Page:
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Gary- What type of detector do you hunt with? I have a GPZ, which punches pretty deep, especially on big, solid targets. Part of me thinks "nope, if there was anything still there, my GPZ would hear it" but you just never know. 

I ask because if you were using a VLF I think taking a foot of clay off bedrock might be beneficial. Just a few inches of extra depth could be really benefial to a Gold Bug. But if you're using a PI and hearing new targets after you dig that makes it even more interesting. 

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I hunt with the minelab GP-3000, and I "used-to-think" as you apparently do now:   "that my detector, with it's present technology would cover all the bases when it comes to depth and mineralization-handling.  This of course places a very high reliability and dependability( on your part) on the technology of your detector, and little, if any thought to what the gold in that particular spot has undergone in the past, and actually what obstacles are hiding it out of sight and most likely out of reach of your detectors technological capabilities.  As an example, yesterday I was out in a wash and had detected in a spot that "logically" to-me gold should have been stopped in the bedrock and locked there, but there was no signal of anything but mineralization.  I detected all around this large boulder (about 20" in diameter round) but got nothing.  I started to go on up stream, but my gut told me something wasn't right.  So I took a 3ft pry bar and pryed the boulder away from where it had been lodged.  When I then detected the open-cavity where the boulder had been the signal I got almost blew my ears off.  It turned out to be just a 2" x 2" piece of rusted cast iron which had lodged under the boulder, but because of the high-volcanic mineralization, and the density of that boulder I initially got no signal from it.  If gold would have been there in place of that rusted cast iron, and if I had relied only on my detector's technology to punch thru and around that boulder, I would have missed a very sizeable nugget. My personal approach to detecting is that  "Every Obstacle that I can physically-remove from a sight from surface-level to within a 2" depth of bedrock Increases my chances and success of getting to those deep and hidden nuggets, over anyone who just "walks, detects, and relies solely on the technology of their detector.  But, to-each-his-own,....different strokes-for-different-folks.  Gary   

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Turtle 

There is a point that you need to follow your instincts that's the nature of prospecting. If there is a spot that just won't leave you alone in your mind you need to explore it until your satisfied.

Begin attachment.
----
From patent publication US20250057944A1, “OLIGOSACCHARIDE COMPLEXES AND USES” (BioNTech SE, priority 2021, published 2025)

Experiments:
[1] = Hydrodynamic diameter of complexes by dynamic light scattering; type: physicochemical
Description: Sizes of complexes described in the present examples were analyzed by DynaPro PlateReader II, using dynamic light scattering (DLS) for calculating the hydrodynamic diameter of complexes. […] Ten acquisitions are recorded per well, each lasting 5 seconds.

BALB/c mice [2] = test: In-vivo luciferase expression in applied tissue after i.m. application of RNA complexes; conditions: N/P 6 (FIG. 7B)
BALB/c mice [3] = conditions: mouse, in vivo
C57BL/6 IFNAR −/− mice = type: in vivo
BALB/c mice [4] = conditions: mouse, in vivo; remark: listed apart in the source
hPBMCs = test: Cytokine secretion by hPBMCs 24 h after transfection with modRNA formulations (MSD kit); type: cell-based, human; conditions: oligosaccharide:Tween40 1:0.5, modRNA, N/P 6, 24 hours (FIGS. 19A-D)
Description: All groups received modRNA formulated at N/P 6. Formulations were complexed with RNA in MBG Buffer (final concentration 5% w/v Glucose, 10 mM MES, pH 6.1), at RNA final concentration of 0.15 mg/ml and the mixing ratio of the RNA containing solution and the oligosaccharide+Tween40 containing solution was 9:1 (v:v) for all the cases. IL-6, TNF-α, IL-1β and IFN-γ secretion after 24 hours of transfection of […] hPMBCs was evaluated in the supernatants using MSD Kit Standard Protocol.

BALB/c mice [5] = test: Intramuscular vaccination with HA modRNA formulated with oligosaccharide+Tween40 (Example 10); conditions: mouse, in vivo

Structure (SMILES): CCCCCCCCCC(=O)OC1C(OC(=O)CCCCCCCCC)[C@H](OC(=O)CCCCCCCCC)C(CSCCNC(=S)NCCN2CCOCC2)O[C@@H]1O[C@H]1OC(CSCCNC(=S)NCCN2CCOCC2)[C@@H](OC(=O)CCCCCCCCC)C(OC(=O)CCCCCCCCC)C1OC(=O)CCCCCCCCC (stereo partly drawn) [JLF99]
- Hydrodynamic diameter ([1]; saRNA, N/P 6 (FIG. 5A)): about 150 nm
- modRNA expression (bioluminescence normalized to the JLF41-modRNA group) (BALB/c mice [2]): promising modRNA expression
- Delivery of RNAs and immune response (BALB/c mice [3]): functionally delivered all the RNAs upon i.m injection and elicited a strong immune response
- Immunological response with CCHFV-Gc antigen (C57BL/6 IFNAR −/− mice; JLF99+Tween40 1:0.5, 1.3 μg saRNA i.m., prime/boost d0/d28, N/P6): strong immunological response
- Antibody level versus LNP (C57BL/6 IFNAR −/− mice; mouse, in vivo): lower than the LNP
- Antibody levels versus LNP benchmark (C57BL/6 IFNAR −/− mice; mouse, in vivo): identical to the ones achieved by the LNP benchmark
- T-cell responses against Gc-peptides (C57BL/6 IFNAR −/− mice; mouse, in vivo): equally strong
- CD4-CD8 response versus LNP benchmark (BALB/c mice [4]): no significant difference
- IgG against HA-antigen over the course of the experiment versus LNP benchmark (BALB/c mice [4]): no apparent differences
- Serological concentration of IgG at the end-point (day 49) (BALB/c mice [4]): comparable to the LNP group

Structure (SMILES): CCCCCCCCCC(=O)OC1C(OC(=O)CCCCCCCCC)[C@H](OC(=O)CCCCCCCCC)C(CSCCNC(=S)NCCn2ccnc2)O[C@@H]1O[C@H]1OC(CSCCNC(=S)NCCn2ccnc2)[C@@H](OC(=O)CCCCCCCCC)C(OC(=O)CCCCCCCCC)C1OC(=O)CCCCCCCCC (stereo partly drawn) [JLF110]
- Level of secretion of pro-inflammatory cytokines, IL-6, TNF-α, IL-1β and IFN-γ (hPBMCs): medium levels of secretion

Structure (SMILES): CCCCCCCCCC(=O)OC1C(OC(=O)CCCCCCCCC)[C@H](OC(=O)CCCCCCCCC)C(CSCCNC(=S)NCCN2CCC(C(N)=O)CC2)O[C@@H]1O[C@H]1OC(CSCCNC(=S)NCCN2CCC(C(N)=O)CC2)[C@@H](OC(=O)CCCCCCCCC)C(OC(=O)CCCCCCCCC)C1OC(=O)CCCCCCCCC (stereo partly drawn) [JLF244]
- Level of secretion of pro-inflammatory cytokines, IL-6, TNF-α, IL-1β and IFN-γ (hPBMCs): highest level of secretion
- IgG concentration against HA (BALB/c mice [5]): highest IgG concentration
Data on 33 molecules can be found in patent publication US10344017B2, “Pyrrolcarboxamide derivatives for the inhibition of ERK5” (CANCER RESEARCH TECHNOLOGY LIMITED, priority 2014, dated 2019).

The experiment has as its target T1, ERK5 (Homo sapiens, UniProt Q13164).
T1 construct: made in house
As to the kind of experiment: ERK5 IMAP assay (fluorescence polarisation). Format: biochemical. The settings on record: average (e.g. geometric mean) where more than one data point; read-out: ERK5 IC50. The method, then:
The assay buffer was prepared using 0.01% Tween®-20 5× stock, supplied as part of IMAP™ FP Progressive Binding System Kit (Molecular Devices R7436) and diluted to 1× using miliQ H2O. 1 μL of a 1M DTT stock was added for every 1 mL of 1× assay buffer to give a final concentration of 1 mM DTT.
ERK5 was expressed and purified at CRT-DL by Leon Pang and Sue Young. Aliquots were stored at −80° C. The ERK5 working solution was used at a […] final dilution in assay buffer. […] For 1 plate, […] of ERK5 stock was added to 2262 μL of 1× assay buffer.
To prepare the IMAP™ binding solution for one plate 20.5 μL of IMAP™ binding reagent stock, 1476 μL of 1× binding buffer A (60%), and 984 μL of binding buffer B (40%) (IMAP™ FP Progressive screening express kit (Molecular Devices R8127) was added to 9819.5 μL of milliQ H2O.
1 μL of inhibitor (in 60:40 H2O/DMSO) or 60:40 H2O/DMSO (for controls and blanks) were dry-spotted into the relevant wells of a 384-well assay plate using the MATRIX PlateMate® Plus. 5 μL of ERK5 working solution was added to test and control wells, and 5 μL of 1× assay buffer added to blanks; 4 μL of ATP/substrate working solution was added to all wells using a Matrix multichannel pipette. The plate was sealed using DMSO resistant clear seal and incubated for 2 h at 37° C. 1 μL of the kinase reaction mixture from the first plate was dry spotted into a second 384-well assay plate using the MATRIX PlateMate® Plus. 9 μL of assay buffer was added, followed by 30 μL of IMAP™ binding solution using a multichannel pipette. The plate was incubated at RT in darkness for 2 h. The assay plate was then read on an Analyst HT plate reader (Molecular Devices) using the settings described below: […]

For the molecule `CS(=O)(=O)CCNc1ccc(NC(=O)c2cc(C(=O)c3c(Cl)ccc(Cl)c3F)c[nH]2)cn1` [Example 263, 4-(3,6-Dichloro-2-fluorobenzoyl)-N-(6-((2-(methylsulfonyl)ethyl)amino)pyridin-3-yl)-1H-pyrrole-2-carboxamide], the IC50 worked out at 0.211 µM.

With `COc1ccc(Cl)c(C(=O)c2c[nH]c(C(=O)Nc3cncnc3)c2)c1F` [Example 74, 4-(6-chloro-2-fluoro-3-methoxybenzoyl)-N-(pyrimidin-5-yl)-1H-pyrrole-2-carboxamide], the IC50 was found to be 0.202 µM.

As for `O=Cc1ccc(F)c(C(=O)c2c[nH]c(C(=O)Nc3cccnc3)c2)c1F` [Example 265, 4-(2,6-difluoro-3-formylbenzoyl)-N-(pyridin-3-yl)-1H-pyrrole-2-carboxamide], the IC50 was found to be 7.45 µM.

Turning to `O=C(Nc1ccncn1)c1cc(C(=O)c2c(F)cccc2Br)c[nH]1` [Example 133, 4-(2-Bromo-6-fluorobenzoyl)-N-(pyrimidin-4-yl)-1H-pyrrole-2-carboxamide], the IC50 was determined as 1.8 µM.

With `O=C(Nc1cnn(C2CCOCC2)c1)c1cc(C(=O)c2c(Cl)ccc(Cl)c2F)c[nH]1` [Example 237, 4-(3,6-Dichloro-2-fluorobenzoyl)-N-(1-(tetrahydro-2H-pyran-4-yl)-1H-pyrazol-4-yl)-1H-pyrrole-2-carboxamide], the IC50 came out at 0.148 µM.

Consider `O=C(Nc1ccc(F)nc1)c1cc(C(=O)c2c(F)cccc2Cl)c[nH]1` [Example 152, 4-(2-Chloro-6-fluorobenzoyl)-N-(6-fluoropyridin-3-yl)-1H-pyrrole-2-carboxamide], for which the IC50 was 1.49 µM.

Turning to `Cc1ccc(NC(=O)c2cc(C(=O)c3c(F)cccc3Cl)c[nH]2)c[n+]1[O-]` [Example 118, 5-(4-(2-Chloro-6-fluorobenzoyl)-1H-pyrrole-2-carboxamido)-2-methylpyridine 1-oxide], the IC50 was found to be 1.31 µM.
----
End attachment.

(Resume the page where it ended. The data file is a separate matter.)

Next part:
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Hey Guys,

  I will share this with you, as Tortuga has expressed interest in digging up an old patch(s).  Over the years I have found hundreds of patches from a few nuggets to many hundred.  That being said, 95% of them never have been dug up.  A few of the better ones in my opinion, which had a lot of nuggets, I tried drywashing a few spots.  The results were very minimal and I was pretty discouraged.  I'm sure this will not be the case with all of them, but just case you found a patch don't mean you're going to find a bunch of gold by digging it out.  There might be more gold, but the amount of digging over a certain square footage might not yield what you expect.  

My gut feeling is if the patch is in a gully or where it has concentrated for hundreds of years, then you would probably have better results than on a hillside if you dug it out to bedrock.  

When it doubt, always investigate and get the idea or thought off your mind and move the the next location.  

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Well said Rob, excellent take on the dicussion. The oldtimers liked but didn't love the area (you've been there) so the gold might not have concentrated as much higher up on the hillside than down in the gulch where the real bedrock is. I'll prob continue the discussion with the other guys over PM. Maybe I'll just hit the area a little more with the pick and get a little more dirt off the surface and reach kinda a happy medium between abandoning the place and a full on excavation. 

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Tortuga its been my experience that when hunting ancient hillside placers your not going to find a lot of small gold as many where laid down long ago by catastrophic flooding and/or glacial slide and the small gold is farther down the road so to speak (blown) spread out on alluvial fans. The nuggets will be well rounded as they are not always coming from a local source. but Ill give you another clue, look for well rounded cobbles (often not rocks common to the area, usually harder rocks such as quartz,chert, flint, hematites etc.) bleeding off a hillside and track them back up the hillside to the source. always worked for me. B)
 AzNuggetBob

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Interesting. It's funny you say that because the one nice nugget I found there was quite round, unlike some of the smaller stuff I've found around there. Must have been a big flood that brought it to that spot.  

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Opinions on digging up patches? Big question. Hard to generalize. I dont like the term "gut" of a patch because it tends to send people to the nearest wash and not always the original source or best concentration in the patch.
And because the so called gut or local washes have already been worked by the old timers (50) plus years ago and concentration hasn't helped much in 50 years may lead you to believe there isn't much gold left near by. :)
AzNuggetBob